In the new issue of Vanity Fair, “Blurred Lines” singer Robin Thicke discusses the runaway success of that track, the exposure it got him thanks to Miley Cyrus‘ rear end, and dismisses cheating rumors by speaking of the longtime love of his life, wife Paula Patton.
Regarding he and Miley’s VMA performance, which arguably trumped both the conflict in Syria and the government shutdown in terms of global media coverage, Thicke thought it was a laugh. “I spent my whole career playing it safe, being a gentleman, never doing anything controversial,” he tells the magazine. “I didn’t see [the V.M.A. performance] because I was onstage singing my ass off.” Thicke insisted he only knew ahead of time that, “Miley’s going to take her clothes off and dance around and she might bend over…I just said, ‘I don’t care, let’s entertain the people. Let’s give them something they’re not ready for, let’s make them talk.'”
On his wife, Mission Impossible: Ghost Protocol star Paula Patton, he tells the magazine, “Seventy-five percent of my songs are about how much I love my wife and how much I need her. We’ve been married for eight years, and together since we were 16. We’re very lucky to have the greatest friendship; we’re John and Yoko — whatever that is — that’s who she is to me.”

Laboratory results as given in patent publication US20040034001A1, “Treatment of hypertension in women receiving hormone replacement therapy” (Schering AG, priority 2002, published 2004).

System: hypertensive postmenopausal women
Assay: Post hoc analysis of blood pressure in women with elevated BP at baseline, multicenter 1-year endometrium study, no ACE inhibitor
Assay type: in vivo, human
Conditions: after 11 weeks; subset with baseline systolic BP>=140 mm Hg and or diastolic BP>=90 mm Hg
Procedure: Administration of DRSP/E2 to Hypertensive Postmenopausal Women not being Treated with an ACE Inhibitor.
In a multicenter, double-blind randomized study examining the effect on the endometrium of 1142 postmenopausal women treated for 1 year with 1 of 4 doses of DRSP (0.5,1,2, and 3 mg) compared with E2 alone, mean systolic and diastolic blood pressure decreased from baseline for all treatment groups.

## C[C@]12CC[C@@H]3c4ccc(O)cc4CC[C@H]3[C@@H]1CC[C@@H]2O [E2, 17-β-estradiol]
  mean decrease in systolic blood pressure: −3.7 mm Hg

Thicke also spoke of the controversy that “Blurred Lines” sounds to some like Marvin Gaye‘s “Got to Give It Up,” insisting to the publication, “There isn’t one chord, one syncopation, one melody that is the same as Marvin Gaye’s song. Inspiration and stealing are two completely different things. If somebody wants to make a song like ‘Stairway to Heaven’ and writes a song on acoustic guitar, Led Zeppelin does not own every song that’s on acoustic guitar for the rest of time.”
Despite a successful career as a singer and songwriter, Thicke admits “Blurred Lines” changed everything. “I’ve released 100 songs, and this one song has sold more, and the video was seen more, than everything else I’ve ever done combined. For the last 10 years, my audience at every concert was 90 percent black women. This year, pop radio and a white [audience] decided, We like this guy. That’s the difference between being an R&B star and a pop star.”
When the Vanity Fair writer asks Thicke, “So, where did this love of black music come from?” the singer replies, “I was seven years old the first time I saw Michael Jackson. That changed everything. I’ve been influenced heavily by great soul artists. I see myself as a soul singer. I sing from my soul — I write from my soul.” Thicke also says white artists, so-called “blue-eyed soul” singers, can’t be counted out. “A lot of good white soul singers, like Hall & Oates and Michael McDonald, did soul music for a while, then they had their pop breakthrough,” Robin said. “That’s what’s happening to me. But I think that John Lennon is blue-eyed soul; Bob Dylan is blue-eyed soul; Bruce Springsteen is blue-eyed soul.”
For the record, Thicke’s eyes are also blue.
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